THURSDAY, May 23 (HealthDay News) -- The majority of children presenting to primary care with abdominal pain develop chronic abdominal pain, with a median duration of 7.5 months, according to a study published in the May/June issue of the Annals of Family Medicine.
Yvonne Lisman-van Leeuwen, Ph.D., from the University of Groningen in the Netherlands, and colleagues conducted a prospective cohort study involving 305 children aged 4 to 17 years (median age, 7.8 years; 189 girls and 116 boys) to assess the prevalence, incidence, and duration of chronic abdominal pain. Follow-up at three, six, nine, and 12 months was via standardized questionnaire.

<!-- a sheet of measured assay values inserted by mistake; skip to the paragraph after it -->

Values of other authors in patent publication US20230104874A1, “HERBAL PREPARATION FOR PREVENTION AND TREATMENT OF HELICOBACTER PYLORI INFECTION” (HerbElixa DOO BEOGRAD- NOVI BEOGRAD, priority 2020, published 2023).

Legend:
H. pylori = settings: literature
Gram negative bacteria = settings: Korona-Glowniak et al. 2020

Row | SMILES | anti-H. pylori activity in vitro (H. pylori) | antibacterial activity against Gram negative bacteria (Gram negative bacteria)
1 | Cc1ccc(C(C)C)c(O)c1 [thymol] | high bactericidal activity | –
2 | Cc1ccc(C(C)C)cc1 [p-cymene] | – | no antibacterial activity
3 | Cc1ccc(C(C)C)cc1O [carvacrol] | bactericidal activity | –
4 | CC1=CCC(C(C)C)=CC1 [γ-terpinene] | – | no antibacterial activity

The researchers found that 78.7 percent of participants met the criteria for chronic abdominal pain at at least one follow-up point. The cumulative incidence of chronic abdominal pain was 60.1 percent among the 163 children at risk for developing chronic abdominal pain, and was higher in girls than boys. Abdominal pain had a median duration of 7.5 months, with the longest duration of pain among 10- to 17-year-olds. A less favorable prognosis was seen for children with symptoms of irritable bowel syndrome compared to those with symptoms of functional dyspepsia or functional abdominal pain.
"The presence and development of chronic abdominal pain is common and of long duration among children consulting in primary care for abdominal pain," the authors write. "These poor outcome data warrant follow-up."